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Painting from Uprise Art; Spotlight pendant by Andlight; Fence Coffee Table by Pieces ($3,600); Not So Delicate ceiling paint by Backdrop ($60 per gallon). Photography by Claire Esparros

A rippling rainbow rug sounds like a design unicorn, but in a new vacation rental in Kennebunk, Maine, the carpet is all too real. The 60-foot number is the work of Pieces by An Aesthetic Pursuit, a furnishings line run by Jenny Kaplan; her husband, Chris Corrado; and their business partner, Taisha CoombsSince launching the brand, it has become known for its bold aesthetic, which even Kaplan admits is too much for some people. So they created a space where vacationers can experience the items firsthand, then stay a little while. “We wanted to show that you can use our products in a very refined way,” says Kaplan. “It’s not necessarily kooky or crazy.” 

Kennebunk was an easy choice for the company’s first-ever shoppable Airbnb (Corrado is from the quintessential New England town and Kaplan grew up 20 minutes away in neighboring Eliot). The hard part was the renovation, which Corrado’s contractor brother, Paul, took the lead on. What the trio thought would be a six-month remodel of an 1878 house turned into a yearlong project. “Every time we opened up a wall, there was a new surprise,” says Coombs. 

Once the major construction (a brand-new kitchen, a fourth-bedroom addition) was out of the way, they set the tone with Pieces products, like the meandering rug they designed specifically for the horseshoe-shaped living room. There’s no pot of gold at the end—just really chic furniture. Kaplan and Coombs give us a tour.

Playful Pairs Best With Polished

Vine pendant by Andlight; custom table and rug by Pieces; All Plastic Chair by Jasper Morrison from Vitra ($370); Artwork from Uprise Art. Photography by Claire Esparros

While most of the items in the home are Pieces products, Kaplan partnered with other makers, such as AndLight, Uprise Art, Eny Lee Parker, and, chiefly, Vitra, to elevate the space. The Swiss retailer’s polished 20th-century seating, like the hunter green dining chairs and Grand Repos lounger, instantly brought a sophisticated vibe to the childlike rug.

Paint Isn’t Meant to Be Taken Too Seriously

Kaplan looked for subtle ways to create cohesion in the main living space. Not wanting to overwhelm the senses, she kept the wall color neutral and, instead, opted to paint the ceiling and the fireplace with Backdrop’s Not So Delicate color. The faint lavender-gray helps to visually separate this “zone” from the kitchen. In one of the bedrooms with sloped walls, she did the exact opposite, painting three-quarters of the room light green and leaving the ceiling white to create the illusion that the room is taller than it really is.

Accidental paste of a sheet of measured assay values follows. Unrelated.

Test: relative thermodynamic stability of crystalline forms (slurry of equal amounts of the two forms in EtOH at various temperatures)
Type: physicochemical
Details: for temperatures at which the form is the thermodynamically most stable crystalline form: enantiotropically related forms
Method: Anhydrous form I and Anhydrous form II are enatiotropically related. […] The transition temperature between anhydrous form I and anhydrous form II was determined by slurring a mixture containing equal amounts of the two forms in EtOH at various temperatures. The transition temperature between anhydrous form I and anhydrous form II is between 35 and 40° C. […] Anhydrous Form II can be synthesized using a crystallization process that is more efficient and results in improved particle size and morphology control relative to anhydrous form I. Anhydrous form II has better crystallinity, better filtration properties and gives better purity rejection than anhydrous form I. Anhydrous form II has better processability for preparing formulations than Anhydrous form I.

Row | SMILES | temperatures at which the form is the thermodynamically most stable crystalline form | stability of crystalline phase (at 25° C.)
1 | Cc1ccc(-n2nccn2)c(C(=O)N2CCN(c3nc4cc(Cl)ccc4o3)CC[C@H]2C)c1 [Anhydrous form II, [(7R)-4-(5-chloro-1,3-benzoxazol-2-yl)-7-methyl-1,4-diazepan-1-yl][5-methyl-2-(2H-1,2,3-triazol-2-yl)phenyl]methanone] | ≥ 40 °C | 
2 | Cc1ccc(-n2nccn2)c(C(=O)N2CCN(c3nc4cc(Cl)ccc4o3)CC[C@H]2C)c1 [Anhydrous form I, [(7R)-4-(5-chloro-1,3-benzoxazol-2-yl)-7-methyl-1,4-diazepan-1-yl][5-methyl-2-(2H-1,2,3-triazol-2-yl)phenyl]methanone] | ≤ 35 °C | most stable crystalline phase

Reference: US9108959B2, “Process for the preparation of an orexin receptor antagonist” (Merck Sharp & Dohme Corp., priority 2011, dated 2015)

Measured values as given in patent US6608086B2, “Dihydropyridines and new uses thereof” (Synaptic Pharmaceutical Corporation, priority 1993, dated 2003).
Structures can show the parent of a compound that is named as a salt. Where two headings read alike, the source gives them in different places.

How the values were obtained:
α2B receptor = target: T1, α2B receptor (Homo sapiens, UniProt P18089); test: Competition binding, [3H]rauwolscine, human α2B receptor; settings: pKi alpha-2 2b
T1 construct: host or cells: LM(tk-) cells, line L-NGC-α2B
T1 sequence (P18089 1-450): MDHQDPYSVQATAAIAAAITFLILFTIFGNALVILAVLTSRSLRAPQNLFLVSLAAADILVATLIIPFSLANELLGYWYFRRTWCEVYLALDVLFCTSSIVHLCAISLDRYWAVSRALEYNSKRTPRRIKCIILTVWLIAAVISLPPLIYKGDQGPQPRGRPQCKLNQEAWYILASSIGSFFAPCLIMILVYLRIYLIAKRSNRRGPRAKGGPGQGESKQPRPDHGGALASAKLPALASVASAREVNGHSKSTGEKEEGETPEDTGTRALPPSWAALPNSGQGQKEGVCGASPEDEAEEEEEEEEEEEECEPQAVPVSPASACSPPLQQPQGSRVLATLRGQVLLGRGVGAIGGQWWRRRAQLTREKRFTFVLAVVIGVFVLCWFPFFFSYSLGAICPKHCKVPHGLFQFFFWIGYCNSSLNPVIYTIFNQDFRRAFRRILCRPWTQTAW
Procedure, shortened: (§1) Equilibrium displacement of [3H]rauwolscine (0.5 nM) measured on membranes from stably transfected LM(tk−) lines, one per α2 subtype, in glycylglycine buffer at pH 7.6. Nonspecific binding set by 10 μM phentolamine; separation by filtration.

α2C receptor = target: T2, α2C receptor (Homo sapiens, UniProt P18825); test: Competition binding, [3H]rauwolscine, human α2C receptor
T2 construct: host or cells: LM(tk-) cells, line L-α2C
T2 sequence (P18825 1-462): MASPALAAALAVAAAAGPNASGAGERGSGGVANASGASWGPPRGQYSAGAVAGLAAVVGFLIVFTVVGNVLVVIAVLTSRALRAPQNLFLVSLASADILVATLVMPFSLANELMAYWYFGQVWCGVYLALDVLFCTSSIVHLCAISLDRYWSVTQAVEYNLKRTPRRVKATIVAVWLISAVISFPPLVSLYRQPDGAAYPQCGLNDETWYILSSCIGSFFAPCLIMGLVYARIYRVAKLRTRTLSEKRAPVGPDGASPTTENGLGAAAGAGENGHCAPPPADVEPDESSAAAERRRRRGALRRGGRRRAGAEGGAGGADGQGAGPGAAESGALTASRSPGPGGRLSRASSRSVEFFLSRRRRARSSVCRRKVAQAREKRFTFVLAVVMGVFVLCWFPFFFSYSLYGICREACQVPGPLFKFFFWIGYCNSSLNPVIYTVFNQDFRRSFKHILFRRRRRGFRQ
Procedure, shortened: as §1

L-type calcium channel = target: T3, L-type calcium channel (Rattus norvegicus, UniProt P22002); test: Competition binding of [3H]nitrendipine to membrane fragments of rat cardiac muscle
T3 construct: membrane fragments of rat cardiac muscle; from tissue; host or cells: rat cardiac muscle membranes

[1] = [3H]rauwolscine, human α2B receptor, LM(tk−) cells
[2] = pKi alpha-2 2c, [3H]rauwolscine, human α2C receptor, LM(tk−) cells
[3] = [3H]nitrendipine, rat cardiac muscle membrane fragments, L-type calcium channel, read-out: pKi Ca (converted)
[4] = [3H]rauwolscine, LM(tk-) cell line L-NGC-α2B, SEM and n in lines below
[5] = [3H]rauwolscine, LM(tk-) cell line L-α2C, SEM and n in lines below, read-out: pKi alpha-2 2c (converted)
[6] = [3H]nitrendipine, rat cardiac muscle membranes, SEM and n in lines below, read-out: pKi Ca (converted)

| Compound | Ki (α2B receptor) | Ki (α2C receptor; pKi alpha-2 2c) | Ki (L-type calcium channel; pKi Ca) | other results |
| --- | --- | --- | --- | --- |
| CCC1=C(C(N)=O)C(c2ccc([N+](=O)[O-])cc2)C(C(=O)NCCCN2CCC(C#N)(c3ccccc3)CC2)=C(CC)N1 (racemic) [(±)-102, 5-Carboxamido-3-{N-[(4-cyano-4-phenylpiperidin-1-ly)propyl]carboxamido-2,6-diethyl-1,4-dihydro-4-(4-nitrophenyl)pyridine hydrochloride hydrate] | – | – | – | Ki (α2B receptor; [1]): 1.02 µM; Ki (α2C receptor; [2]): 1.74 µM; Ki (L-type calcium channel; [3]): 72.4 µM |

“Every time we opened up a wall, there was a new surprise.” —Taisha Coombs

Glass Blocks Are the Windows You Never Knew You Needed 

The biggest question the group faced during the reno phase: Where do we put the fourth bedroom? The most obvious place was an “awkwardly large” living area on the first floor. Knowing the small space would lack a window, they incorporated ’80s-era glass bricks into the structure of the walls. “It filters in light from the window on the other side but also adds privacy,” says Coombs. 

Stair Runners Don’t Have to Be Basic

Kaplan describes the original condition of the stairwell as a “total mess.” “We didn’t know what to do with it,” she says, recalling the dirty railing, dingy runner, and chipped paint. One solution was to paint the steps a solid color, but Kaplan and Corrado had a better idea: an ombré rug, which they took one step further by adding a matching one at the bottom. 

Break Up a Small Space With a Bed 

Bedding from Brooklinen; Stone lamp from Hawkins New York ($325). Photography by Claire Esparros

Kaplan threw out the rule book in the largest suite by placing the bed in the middle of the space so the powder-coated screen headboard could act as a divider of sorts between the sleeping zone and the closet. “It instantly created a separate changing area,” she explains. 

“We wanted to show that you can use our products in a very refined way.”—Jenny Kaplan

Embrace Modular Furniture

Artwork from Uprise Art; Rose Quartz by Backdrop ($60 per gallon). Photography by Claire Esparros

Piece’s new Dose Coffee Table (coming soon) is topped with the same green granite used for the dining room table, except this piece is also swathed in tufts of fabric. “You can break it up and use [the parts] as side tables in a larger space or just buy one,” says Kaplan. 

Plan All You Want—Mistakes Still Happen 

High Chair from Artek ($410); Line series pendant from AndlightPhotography by Claire Esparros

When Coombs and Kaplan reflect on what they’ve learned, the shiny new refrigerator stands out. They bought the fridge shortly after purchasing the home (at this point, they were thinking they’d have the place done in six months, plus the appliance was on super-sale at the time). As the renovations—namely, the cabinet installation—took place, time went by and it sat in its box in the garage. When it came time to put the fridge in place, they discovered it was way too big for the nook they had carved out. 

“Our options were to buy a new fridge or sacrifice the pink Rosa Portogallo countertop,” says Kaplan. Concerned that a much smaller one wouldn’t be able to accommodate eight guests’ needs, they chose to trim the stone. Because the surface was already so narrow, there was a strong chance it would crack under pressure. “We took a gamble,” says Kaplan. The risky decision worked in their favor. Maybe that rainbow was good luck after all. 

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